When the depression takes over you feel like you aren't in control. It's like you're drowning.

Every bad memory, every single thing that hurt you, every bad thing you've ever done comes back and grabs you by the ankle and drags you back under the water just as you're about the reach the surface. It's suffocating and not being able to do anything about it.

The hardest part is you never know when these thoughts are going to come. Some days you're just so happy and can't believe how good your life is, and the very next day you could be alone in a dark room unable to see because of the tears welling up in your eyes and thinking you'd be better off dead. You feel alone, you feel like a burden to everyone around you, you feel like the world would be better off without you. I wish it was something I could just turn off but I can't, no matter how hard I try.

These feelings come in waves.

It feels like you're swimming and the sun is shining and you're having a great time until a wave comes and sucks you under into the darkness of the water. No matter how hard you try to reach the surface again a new wave comes and hits you back under again, and again, and again.

And then it just stops.

But you never know when the next wave is going to come. You never know when you're going to be sucked back under.

I always wondered if I was the only one like this.

It didn't make any sense to me, how did I think about suicide so often but not want to die? But I was thinking about it in black and white, I thought I wasn't allowed to have those feelings since I wasn't going to act on them. But then I read articles much like this one and I realized I'm not the only one. Suicidal thoughts aren't black and white, and my feelings are valid.

To everyone who feels this way, you aren't alone.

I thought I was for the longest time, I thought I was the only one who felt this way and I didn't understand how I could feel this way. But please, I implore you to talk to someone, anyone, about the way you're feeling, whether it be a family member, significant other, a friend, a therapist.

My biggest mistake all these years was never telling anyone how I feel in fear that they would either brush me off because “who could be suicidal but not want to die?" or panic and try to commit me to a hospital or something. Writing this article has been the greatest feeling of relief I've felt in a long time, talking about it helps. I know it's scary to tell people how you're feeling, but you're not alone and you don't have to go through this alone.

Suicidal thoughts aren't black and white, your feelings are valid, and there are people here for you. You are not alone.

If you or someone you know is experiencing suicidal thoughts, call the National Suicide Prevention Hotline — 1-800-273-8255


Cover Image Credit: BengaliClicker

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Your Health Journey Is A Marathon, Not A Sprint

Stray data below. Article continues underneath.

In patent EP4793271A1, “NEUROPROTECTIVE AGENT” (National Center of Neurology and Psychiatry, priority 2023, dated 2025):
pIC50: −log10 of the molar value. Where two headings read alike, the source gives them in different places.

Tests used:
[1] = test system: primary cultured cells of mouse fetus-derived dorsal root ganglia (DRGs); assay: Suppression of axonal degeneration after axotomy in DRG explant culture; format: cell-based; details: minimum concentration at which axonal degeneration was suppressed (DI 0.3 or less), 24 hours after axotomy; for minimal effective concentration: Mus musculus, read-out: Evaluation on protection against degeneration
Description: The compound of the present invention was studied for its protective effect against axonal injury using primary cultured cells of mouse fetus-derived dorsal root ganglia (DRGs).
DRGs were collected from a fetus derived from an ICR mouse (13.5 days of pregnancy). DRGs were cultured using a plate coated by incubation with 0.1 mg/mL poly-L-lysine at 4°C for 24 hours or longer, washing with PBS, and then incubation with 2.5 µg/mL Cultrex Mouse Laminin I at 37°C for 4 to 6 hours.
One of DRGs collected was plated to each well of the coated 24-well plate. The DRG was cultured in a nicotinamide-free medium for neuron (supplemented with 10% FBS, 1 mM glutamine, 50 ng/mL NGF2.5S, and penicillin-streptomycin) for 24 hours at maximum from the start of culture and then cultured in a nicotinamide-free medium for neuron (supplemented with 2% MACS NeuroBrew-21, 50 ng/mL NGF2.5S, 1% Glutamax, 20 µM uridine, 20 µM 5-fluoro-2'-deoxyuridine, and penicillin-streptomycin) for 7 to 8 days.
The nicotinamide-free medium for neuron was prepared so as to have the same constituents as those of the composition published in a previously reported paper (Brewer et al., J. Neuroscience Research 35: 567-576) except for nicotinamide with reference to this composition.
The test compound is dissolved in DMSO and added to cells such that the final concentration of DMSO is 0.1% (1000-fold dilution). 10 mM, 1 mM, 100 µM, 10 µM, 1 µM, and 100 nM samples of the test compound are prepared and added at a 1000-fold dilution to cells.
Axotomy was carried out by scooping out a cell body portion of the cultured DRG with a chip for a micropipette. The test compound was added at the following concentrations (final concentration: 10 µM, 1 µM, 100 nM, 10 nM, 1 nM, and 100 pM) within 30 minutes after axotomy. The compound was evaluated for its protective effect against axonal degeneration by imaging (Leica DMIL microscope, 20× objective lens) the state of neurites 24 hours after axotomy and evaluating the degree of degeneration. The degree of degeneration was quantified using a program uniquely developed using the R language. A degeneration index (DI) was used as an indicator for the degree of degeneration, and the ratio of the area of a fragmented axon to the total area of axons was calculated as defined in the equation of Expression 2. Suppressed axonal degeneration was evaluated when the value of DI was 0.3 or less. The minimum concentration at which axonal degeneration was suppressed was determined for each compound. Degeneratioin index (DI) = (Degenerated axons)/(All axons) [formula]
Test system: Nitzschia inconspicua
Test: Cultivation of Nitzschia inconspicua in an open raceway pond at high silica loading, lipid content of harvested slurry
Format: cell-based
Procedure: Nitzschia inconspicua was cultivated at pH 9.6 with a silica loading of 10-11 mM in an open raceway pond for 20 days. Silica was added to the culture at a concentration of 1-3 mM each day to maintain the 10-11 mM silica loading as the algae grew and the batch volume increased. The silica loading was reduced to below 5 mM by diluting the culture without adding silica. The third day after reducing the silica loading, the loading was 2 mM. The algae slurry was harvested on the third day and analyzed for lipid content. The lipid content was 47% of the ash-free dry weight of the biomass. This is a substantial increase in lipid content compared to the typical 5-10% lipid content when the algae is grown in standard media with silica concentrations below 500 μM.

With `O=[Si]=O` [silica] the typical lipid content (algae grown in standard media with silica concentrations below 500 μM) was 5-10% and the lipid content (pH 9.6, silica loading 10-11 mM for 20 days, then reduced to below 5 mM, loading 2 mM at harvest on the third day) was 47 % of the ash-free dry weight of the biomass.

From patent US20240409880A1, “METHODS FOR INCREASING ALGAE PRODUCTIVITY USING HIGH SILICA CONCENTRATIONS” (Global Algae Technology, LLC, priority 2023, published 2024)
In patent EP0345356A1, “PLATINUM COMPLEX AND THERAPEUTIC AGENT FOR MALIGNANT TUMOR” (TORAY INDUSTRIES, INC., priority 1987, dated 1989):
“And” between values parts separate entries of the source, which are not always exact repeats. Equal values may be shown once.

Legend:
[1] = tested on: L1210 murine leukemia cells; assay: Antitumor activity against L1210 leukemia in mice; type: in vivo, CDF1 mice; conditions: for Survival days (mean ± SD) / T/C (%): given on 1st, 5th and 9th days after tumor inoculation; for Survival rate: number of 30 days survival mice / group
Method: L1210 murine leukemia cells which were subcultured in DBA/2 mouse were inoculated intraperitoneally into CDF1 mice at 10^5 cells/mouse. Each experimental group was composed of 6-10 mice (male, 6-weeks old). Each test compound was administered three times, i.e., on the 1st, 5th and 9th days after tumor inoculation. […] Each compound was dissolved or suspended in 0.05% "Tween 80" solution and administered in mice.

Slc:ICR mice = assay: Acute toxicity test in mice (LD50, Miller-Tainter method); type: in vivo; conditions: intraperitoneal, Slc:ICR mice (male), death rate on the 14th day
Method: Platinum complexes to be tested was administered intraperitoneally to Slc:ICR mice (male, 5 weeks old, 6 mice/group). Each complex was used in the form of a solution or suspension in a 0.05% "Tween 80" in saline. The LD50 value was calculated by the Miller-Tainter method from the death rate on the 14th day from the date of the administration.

Perfection takes time.

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When you first start to do something, you have all of the motivation in the world to accomplish that goal set out in front of you, especially when it comes to being healthier. The problem is as you continue through this journey and food and laziness kick in, motivation slips. It's human, and it happens to everyone no matter how physically strong they are.

Trying to be healthier doesn't always mean losing weight. It can be so your knees don't ache as much, so you don't feel as out of breath climbing stairs, or any goal you have set for yourself. Being healthier is personal and different from person to person.

I will be the first to admit that there are plenty of changes I would love to make about myself. From my weight to my body type and many other things about myself inside and out. I am by no means the most confident person about how I look, but I have worked hard for the past year to be an overall healthier person.

Becoming healthier isn't about looking thinner or fitting into a specific size of clothes. It is about taking care of yourself from eating better to working out more. There comes a feeling of confidence in what your body can do if you put a little love in it.

Perfection takes time, and I know firsthand how frustrating trying to be healthier can be.

Pizza tastes so much better than salad. It is so easy to fall into a rhythm of something that seems never to change whether that is your weight or your mile time. Sadly, you can't build a city, or become healthier overnight.

We see people who are thinner, curvier, smarter, faster, and so much more than us. We all waste time comparing ourselves to people around us and on our timelines, but some of our biggest strengths are our individuality and the gift of getting back up after falling down.

All I can say is, please don't give up on your goal of being healthier because this is solely for you. We can have a great support system in the world and have everyone in our corner, but that isn't enough.

You need yourself. You need to know that if you don't entirely put yourself in this journey, then you won't fully succeed. Your commitment to bettering yourself can keep you going even if you want to give up.

Your motivation may not be at its peak level right now, and you may have every cell in your body screaming at you to quit. Don't do it. Prove to yourself that you can keep going no matter what. Not giving up will be worth it. The results and taking the hard way will make you a stronger person inside and out.

You can do this. You can do anything you want to accomplish if you just believe in yourself. You need to understand that becoming healthier takes endurance. There will be periods where you slow down and may not be going at your fastest pace. The difference is that you are not giving up and you are still trying and moving.

Don't treat becoming healthier as a sprint: short term and quick. That mentality will only leave you feeling deflated and defeated. It is a life-long marathon of pacing yourself and pushing yourself further than ever before.